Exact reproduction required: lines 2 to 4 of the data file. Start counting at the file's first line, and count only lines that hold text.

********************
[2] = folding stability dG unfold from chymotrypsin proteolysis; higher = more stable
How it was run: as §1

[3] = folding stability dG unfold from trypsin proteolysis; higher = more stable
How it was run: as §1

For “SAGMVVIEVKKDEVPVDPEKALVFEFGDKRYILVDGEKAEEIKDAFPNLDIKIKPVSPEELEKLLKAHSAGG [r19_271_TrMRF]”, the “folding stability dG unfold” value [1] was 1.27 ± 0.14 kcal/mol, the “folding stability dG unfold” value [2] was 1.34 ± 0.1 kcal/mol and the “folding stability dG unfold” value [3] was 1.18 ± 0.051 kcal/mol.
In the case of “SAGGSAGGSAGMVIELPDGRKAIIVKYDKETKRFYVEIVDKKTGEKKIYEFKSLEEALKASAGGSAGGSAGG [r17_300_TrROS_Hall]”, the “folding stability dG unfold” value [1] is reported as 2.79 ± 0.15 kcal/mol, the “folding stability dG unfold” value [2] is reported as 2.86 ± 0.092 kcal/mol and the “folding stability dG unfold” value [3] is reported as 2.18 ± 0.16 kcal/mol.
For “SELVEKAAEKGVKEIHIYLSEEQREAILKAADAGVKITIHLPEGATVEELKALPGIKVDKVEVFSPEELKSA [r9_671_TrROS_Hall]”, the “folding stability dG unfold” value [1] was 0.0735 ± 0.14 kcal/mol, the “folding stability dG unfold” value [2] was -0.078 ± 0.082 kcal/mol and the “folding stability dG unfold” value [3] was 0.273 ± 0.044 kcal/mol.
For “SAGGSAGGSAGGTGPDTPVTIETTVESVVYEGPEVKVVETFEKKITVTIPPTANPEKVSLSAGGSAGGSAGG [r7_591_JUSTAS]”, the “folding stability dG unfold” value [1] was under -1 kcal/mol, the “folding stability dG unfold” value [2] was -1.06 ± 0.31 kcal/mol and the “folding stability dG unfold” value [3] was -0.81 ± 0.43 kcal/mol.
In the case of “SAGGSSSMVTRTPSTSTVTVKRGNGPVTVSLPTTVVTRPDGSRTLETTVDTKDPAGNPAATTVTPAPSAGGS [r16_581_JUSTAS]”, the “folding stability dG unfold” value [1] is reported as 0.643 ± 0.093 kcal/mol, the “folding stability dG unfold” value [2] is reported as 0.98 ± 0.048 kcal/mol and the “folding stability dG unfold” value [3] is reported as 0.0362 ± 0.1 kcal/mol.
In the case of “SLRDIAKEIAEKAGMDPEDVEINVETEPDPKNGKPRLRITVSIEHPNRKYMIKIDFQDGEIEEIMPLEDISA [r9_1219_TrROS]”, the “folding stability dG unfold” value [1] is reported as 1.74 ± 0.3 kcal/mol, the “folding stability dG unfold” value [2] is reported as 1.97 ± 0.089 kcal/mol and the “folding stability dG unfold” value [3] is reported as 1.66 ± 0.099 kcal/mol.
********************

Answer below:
How it was run: as §1

[3] = folding stability dG unfold from trypsin proteolysis; higher = more stable
How it was run: as §1